Secret key migrated to new Android device

I recently set up a new Android device by migrating from an existing one using Google's migration setup (I don't think there was any device/manufacturer custom transfer going on). This was a wifi only transfer which supposedly was based on app data backup to Google drive.

When I went to set up 1Password on the new device I expected to have to enter/scan my account's secret key, but the app detected my saved account and all I had to enter was the master password. I've seen similar questions to this related to iCloud keychain on the mac but not to Android -- is the secret key stored in Google drive device backups or does this mean that there was actually some local network/bluetooth device->device data transfer going on? (The first possibility seems concerning but the second one much less so).

1Password Version: Not Provided
Extension Version: Not Provided
OS Version: Not Provided
Sync Type: Not Provided


  • brentybrenty

    Team Member

    @rationull: Thanks for reaching out. I’m sorry for the confusion! Indeed, if you have Settings > System > Backup enabled, that will include app data, which in 1Password's case includes the Secret Key (as with iCloud on iOS). That will only be accessible to you through your own Google Account though, which allows it to be transferred to your other devices. It isn't ever sent to us, as the purpose of the Secret Key is for additional security in the event that an attacker breaks into our server and steals the encrypted database. That way they will not be able to perform a brute force attack against users' Master Passwords, as the Secret Key is also needed. I hope this helps. Be sure to let me know if you have any other questions! :)

  • @brenty Good to know. I'd read about the analogous behavior with iCloud but the forum posts on that implied that AgileBits had specifically evaluated iCloud's security model and determined this was acceptable. Perhaps the same is true for Android assuming that backups have equivalent security to Google Drive storage.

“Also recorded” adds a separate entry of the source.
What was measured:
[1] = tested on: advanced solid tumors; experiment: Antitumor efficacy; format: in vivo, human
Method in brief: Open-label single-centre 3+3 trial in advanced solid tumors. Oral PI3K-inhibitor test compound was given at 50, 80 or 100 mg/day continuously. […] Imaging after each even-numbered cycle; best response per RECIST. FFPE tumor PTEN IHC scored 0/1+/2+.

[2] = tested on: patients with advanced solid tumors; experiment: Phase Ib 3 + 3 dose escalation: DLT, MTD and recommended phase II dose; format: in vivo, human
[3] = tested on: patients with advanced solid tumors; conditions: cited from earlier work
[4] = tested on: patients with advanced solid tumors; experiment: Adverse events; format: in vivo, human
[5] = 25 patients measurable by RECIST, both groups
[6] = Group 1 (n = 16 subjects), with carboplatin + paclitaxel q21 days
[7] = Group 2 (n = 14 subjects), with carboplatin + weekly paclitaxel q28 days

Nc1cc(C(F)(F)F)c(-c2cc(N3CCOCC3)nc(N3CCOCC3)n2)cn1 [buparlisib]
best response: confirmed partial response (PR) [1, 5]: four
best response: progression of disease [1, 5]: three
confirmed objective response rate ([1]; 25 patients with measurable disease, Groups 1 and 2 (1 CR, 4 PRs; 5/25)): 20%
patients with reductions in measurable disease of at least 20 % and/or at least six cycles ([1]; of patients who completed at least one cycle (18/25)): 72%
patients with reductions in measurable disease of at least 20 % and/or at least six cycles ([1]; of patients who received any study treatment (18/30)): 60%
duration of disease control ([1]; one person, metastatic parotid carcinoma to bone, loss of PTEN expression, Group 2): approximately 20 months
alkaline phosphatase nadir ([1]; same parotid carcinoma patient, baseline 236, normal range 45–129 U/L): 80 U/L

Logically this seems reasonable -- the key is not stored in the same place as the database and even if both are obtained somehow (e.g. a targeted attack) then the database is still protected by the master password. So this is equivalent to using any other password manager without a Secret Key or keyfile and storing the database in Google Drive or iCloud.

    Initially I was surprised because I was thinking of the secret key as being an on-device-only additional keyfile which is not transmitted -- clearly a misinterpretation on my part! Not to turn this into a feature request but it seems like treating it that way would be even better at the marginal cost of more difficulty when replacing devices.

    Thanks for the quick response -- great product and keep up the good work!

  • periperi

    Team Member

    Indeed, @rationull. We evaluated the security of storing the Secret Key in Google backups before implementing this. I'll pass your feedback on to the team! Let us know if you ever need anything else! :)

  • brentybrenty

    Team Member

    @rationull: Likewise, thanks for the kind words and your feedback on this! Indeed, backups are secured along with Google Drive. Since's Two-Secret Key Derivation using the Secret Key is pretty different from other things out there, it can be a bit confusing, so we're always working to make things clearer to users. How it works is great because of the unique security properties involved, but I agree that there's room for improvement with regard to communication. In case it helps, you can also use two-factor authentication to have additional protection for new sign ins. Just be sure to backup your TOTP secret like you do your other account credentials in that case so you don't lock yourself out of your account. Cheers! :)

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